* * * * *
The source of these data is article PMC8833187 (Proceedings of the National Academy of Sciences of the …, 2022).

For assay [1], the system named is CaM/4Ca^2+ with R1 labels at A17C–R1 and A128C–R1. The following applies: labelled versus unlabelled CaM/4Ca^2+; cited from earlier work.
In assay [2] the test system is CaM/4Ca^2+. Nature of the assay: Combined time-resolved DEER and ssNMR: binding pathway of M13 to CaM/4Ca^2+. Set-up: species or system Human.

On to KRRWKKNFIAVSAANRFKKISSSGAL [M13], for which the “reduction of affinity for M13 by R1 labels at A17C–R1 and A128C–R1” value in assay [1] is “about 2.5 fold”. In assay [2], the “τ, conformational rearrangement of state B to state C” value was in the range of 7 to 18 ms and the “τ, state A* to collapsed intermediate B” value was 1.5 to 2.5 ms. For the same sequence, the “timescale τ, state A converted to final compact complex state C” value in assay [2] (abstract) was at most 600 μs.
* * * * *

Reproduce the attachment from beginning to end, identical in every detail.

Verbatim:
The source of these data is article PMC8833187 (Proceedings of the National Academy of Sciences of the …, 2022).

For assay [1], the system named is CaM/4Ca^2+ with R1 labels at A17C–R1 and A128C–R1. The following applies: labelled versus unlabelled CaM/4Ca^2+; cited from earlier work.
In assay [2] the test system is CaM/4Ca^2+. Nature of the assay: Combined time-resolved DEER and ssNMR: binding pathway of M13 to CaM/4Ca^2+. Set-up: species or system Human.

On to KRRWKKNFIAVSAANRFKKISSSGAL [M13], for which the “reduction of affinity for M13 by R1 labels at A17C–R1 and A128C–R1” value in assay [1] is “about 2.5 fold”. In assay [2], the “τ, conformational rearrangement of state B to state C” value was in the range of 7 to 18 ms and the “τ, state A* to collapsed intermediate B” value was 1.5 to 2.5 ms. For the same sequence, the “timescale τ, state A converted to final compact complex state C” value in assay [2] (abstract) was at most 600 μs.